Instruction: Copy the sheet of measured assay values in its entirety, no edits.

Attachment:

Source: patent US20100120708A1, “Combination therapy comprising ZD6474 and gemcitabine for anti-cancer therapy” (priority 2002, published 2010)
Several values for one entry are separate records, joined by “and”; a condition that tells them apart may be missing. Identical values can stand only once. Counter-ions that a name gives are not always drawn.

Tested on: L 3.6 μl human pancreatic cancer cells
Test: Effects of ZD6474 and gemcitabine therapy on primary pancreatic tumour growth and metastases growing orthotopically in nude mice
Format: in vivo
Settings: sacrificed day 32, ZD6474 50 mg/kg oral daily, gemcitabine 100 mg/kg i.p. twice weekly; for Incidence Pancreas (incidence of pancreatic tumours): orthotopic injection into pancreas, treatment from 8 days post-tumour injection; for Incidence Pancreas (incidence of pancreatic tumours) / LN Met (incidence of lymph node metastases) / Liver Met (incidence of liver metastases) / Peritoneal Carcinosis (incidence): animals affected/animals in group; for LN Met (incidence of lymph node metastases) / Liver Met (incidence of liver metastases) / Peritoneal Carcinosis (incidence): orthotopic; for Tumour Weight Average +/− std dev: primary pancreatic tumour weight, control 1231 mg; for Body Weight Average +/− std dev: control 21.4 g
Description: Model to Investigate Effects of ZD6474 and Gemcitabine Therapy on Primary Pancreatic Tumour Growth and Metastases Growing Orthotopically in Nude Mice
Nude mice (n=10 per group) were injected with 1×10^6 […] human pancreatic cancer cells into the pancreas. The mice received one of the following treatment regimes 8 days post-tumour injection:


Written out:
Source: patent US20100120708A1, “Combination therapy comprising ZD6474 and gemcitabine for anti-cancer therapy” (priority 2002, published 2010)
Several values for one entry are separate records, joined by “and”; a condition that tells them apart may be missing. Identical values can stand only once. Counter-ions that a name gives are not always drawn.

Tested on: L 3.6 μl human pancreatic cancer cells
Test: Effects of ZD6474 and gemcitabine therapy on primary pancreatic tumour growth and metastases growing orthotopically in nude mice
Format: in vivo
Settings: sacrificed day 32, ZD6474 50 mg/kg oral daily, gemcitabine 100 mg/kg i.p. twice weekly; for Incidence Pancreas (incidence of pancreatic tumours): orthotopic injection into pancreas, treatment from 8 days post-tumour injection; for Incidence Pancreas (incidence of pancreatic tumours) / LN Met (incidence of lymph node metastases) / Liver Met (incidence of liver metastases) / Peritoneal Carcinosis (incidence): animals affected/animals in group; for LN Met (incidence of lymph node metastases) / Liver Met (incidence of liver metastases) / Peritoneal Carcinosis (incidence): orthotopic; for Tumour Weight Average +/− std dev: primary pancreatic tumour weight, control 1231 mg; for Body Weight Average +/− std dev: control 21.4 g
Description: Model to Investigate Effects of ZD6474 and Gemcitabine Therapy on Primary Pancreatic Tumour Growth and Metastases Growing Orthotopically in Nude Mice
Nude mice (n=10 per group) were injected with 1×10^6 […] human pancreatic cancer cells into the pancreas. The mice received one of the following treatment regimes 8 days post-tumour injection: